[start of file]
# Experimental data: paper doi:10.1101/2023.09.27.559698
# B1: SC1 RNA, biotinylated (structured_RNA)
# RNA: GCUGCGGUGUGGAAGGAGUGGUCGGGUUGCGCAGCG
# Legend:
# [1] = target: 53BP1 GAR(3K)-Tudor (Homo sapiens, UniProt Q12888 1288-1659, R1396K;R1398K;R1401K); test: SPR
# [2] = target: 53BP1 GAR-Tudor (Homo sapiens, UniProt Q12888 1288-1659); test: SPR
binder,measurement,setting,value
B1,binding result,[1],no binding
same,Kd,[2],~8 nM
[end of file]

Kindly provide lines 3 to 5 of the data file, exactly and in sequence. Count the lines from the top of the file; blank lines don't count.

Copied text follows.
# RNA: GCUGCGGUGUGGAAGGAGUGGUCGGGUUGCGCAGCG
# Legend:
# [1] = target: 53BP1 GAR(3K)-Tudor (Homo sapiens, UniProt Q12888 1288-1659, R1396K;R1398K;R1401K); test: SPR